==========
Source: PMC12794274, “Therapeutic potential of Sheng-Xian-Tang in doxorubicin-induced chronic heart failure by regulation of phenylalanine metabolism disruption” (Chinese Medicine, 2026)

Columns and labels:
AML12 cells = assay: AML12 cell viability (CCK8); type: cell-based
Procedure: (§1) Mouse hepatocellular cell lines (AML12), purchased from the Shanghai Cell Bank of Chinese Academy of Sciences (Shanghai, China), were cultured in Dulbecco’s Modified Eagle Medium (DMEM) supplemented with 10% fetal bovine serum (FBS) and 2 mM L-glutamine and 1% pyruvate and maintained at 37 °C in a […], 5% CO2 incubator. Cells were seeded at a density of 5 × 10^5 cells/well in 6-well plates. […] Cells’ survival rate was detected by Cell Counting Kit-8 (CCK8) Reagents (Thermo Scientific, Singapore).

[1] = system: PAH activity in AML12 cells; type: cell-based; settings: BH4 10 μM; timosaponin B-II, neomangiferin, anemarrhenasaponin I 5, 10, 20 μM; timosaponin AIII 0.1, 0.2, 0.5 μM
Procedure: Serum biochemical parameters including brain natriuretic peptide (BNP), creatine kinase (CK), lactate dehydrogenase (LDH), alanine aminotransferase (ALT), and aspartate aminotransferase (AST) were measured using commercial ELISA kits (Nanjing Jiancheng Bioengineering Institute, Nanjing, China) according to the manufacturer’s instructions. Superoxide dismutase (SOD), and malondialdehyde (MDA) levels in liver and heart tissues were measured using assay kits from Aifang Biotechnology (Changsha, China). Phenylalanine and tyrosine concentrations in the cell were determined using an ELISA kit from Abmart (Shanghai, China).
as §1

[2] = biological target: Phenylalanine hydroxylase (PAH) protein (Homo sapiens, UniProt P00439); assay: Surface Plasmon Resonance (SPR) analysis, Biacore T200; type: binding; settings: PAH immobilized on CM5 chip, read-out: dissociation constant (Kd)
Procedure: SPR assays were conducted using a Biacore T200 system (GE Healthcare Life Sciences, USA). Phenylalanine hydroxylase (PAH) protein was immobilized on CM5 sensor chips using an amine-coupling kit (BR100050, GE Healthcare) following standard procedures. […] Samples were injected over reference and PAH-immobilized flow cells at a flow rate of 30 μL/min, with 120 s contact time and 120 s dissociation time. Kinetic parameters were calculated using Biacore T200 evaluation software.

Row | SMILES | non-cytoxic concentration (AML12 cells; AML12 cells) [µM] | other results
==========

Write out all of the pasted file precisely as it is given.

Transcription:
Source: PMC12794274, “Therapeutic potential of Sheng-Xian-Tang in doxorubicin-induced chronic heart failure by regulation of phenylalanine metabolism disruption” (Chinese Medicine, 2026)

Columns and labels:
AML12 cells = assay: AML12 cell viability (CCK8); type: cell-based
Procedure: (§1) Mouse hepatocellular cell lines (AML12), purchased from the Shanghai Cell Bank of Chinese Academy of Sciences (Shanghai, China), were cultured in Dulbecco’s Modified Eagle Medium (DMEM) supplemented with 10% fetal bovine serum (FBS) and 2 mM L-glutamine and 1% pyruvate and maintained at 37 °C in a […], 5% CO2 incubator. Cells were seeded at a density of 5 × 10^5 cells/well in 6-well plates. […] Cells’ survival rate was detected by Cell Counting Kit-8 (CCK8) Reagents (Thermo Scientific, Singapore).

[1] = system: PAH activity in AML12 cells; type: cell-based; settings: BH4 10 μM; timosaponin B-II, neomangiferin, anemarrhenasaponin I 5, 10, 20 μM; timosaponin AIII 0.1, 0.2, 0.5 μM
Procedure: Serum biochemical parameters including brain natriuretic peptide (BNP), creatine kinase (CK), lactate dehydrogenase (LDH), alanine aminotransferase (ALT), and aspartate aminotransferase (AST) were measured using commercial ELISA kits (Nanjing Jiancheng Bioengineering Institute, Nanjing, China) according to the manufacturer’s instructions. Superoxide dismutase (SOD), and malondialdehyde (MDA) levels in liver and heart tissues were measured using assay kits from Aifang Biotechnology (Changsha, China). Phenylalanine and tyrosine concentrations in the cell were determined using an ELISA kit from Abmart (Shanghai, China).
as §1

[2] = biological target: Phenylalanine hydroxylase (PAH) protein (Homo sapiens, UniProt P00439); assay: Surface Plasmon Resonance (SPR) analysis, Biacore T200; type: binding; settings: PAH immobilized on CM5 chip, read-out: dissociation constant (Kd)
Procedure: SPR assays were conducted using a Biacore T200 system (GE Healthcare Life Sciences, USA). Phenylalanine hydroxylase (PAH) protein was immobilized on CM5 sensor chips using an amine-coupling kit (BR100050, GE Healthcare) following standard procedures. […] Samples were injected over reference and PAH-immobilized flow cells at a flow rate of 30 μL/min, with 120 s contact time and 120 s dissociation time. Kinetic parameters were calculated using Biacore T200 evaluation software.

Row | SMILES | non-cytoxic concentration (AML12 cells; AML12 cells) [µM] | other results